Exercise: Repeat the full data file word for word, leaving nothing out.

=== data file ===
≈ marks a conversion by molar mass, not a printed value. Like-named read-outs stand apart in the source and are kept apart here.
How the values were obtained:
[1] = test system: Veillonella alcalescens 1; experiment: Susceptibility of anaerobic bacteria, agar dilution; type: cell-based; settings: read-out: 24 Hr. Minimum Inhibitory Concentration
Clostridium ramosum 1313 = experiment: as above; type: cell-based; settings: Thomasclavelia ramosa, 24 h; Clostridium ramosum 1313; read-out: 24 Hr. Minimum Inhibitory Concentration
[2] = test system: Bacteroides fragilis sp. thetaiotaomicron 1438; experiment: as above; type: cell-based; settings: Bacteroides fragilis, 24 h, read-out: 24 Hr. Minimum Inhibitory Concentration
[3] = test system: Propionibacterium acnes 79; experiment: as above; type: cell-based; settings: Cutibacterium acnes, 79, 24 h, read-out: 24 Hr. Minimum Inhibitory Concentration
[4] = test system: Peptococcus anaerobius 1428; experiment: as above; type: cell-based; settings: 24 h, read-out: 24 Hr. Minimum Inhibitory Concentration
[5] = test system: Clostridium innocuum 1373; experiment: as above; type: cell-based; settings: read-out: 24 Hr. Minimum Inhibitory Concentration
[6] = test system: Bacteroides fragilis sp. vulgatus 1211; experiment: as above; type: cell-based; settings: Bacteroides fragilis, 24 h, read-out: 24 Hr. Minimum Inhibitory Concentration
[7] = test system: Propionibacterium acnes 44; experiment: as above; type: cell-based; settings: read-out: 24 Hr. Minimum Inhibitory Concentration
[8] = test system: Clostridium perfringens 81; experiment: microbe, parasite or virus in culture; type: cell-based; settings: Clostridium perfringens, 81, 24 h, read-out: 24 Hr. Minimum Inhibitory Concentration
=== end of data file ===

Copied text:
≈ marks a conversion by molar mass, not a printed value. Like-named read-outs stand apart in the source and are kept apart here.
How the values were obtained:
[1] = test system: Veillonella alcalescens 1; experiment: Susceptibility of anaerobic bacteria, agar dilution; type: cell-based; settings: read-out: 24 Hr. Minimum Inhibitory Concentration
Clostridium ramosum 1313 = experiment: as above; type: cell-based; settings: Thomasclavelia ramosa, 24 h; Clostridium ramosum 1313; read-out: 24 Hr. Minimum Inhibitory Concentration
[2] = test system: Bacteroides fragilis sp. thetaiotaomicron 1438; experiment: as above; type: cell-based; settings: Bacteroides fragilis, 24 h, read-out: 24 Hr. Minimum Inhibitory Concentration
[3] = test system: Propionibacterium acnes 79; experiment: as above; type: cell-based; settings: Cutibacterium acnes, 79, 24 h, read-out: 24 Hr. Minimum Inhibitory Concentration
[4] = test system: Peptococcus anaerobius 1428; experiment: as above; type: cell-based; settings: 24 h, read-out: 24 Hr. Minimum Inhibitory Concentration
[5] = test system: Clostridium innocuum 1373; experiment: as above; type: cell-based; settings: read-out: 24 Hr. Minimum Inhibitory Concentration
[6] = test system: Bacteroides fragilis sp. vulgatus 1211; experiment: as above; type: cell-based; settings: Bacteroides fragilis, 24 h, read-out: 24 Hr. Minimum Inhibitory Concentration
[7] = test system: Propionibacterium acnes 44; experiment: as above; type: cell-based; settings: read-out: 24 Hr. Minimum Inhibitory Concentration
[8] = test system: Clostridium perfringens 81; experiment: microbe, parasite or virus in culture; type: cell-based; settings: Clostridium perfringens, 81, 24 h, read-out: 24 Hr. Minimum Inhibitory Concentration